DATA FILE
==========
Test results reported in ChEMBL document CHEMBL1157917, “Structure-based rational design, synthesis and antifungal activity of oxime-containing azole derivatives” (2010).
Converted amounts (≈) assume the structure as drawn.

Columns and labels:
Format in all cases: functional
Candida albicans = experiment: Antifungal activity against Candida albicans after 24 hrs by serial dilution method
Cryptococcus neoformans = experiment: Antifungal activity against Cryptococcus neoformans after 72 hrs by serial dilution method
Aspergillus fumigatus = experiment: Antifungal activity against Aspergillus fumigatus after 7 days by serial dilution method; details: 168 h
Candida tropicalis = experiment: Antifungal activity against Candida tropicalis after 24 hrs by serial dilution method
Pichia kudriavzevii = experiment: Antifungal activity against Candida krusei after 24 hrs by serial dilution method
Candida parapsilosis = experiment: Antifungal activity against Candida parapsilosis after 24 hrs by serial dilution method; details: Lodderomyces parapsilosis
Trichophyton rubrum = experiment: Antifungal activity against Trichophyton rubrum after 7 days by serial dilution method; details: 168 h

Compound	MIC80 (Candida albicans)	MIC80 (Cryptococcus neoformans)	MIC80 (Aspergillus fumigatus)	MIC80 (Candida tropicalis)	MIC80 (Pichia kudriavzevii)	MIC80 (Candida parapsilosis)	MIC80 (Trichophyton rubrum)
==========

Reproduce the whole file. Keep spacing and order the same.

Test results reported in ChEMBL document CHEMBL1157917, “Structure-based rational design, synthesis and antifungal activity of oxime-containing azole derivatives” (2010).
Converted amounts (≈) assume the structure as drawn.

Columns and labels:
Format in all cases: functional
Candida albicans = experiment: Antifungal activity against Candida albicans after 24 hrs by serial dilution method
Cryptococcus neoformans = experiment: Antifungal activity against Cryptococcus neoformans after 72 hrs by serial dilution method
Aspergillus fumigatus = experiment: Antifungal activity against Aspergillus fumigatus after 7 days by serial dilution method; details: 168 h
Candida tropicalis = experiment: Antifungal activity against Candida tropicalis after 24 hrs by serial dilution method
Pichia kudriavzevii = experiment: Antifungal activity against Candida krusei after 24 hrs by serial dilution method
Candida parapsilosis = experiment: Antifungal activity against Candida parapsilosis after 24 hrs by serial dilution method; details: Lodderomyces parapsilosis
Trichophyton rubrum = experiment: Antifungal activity against Trichophyton rubrum after 7 days by serial dilution method; details: 168 h

Compound	MIC80 (Candida albicans)	MIC80 (Cryptococcus neoformans)	MIC80 (Aspergillus fumigatus)	MIC80 (Candida tropicalis)	MIC80 (Pichia kudriavzevii)	MIC80 (Candida parapsilosis)	MIC80 (Trichophyton rubrum)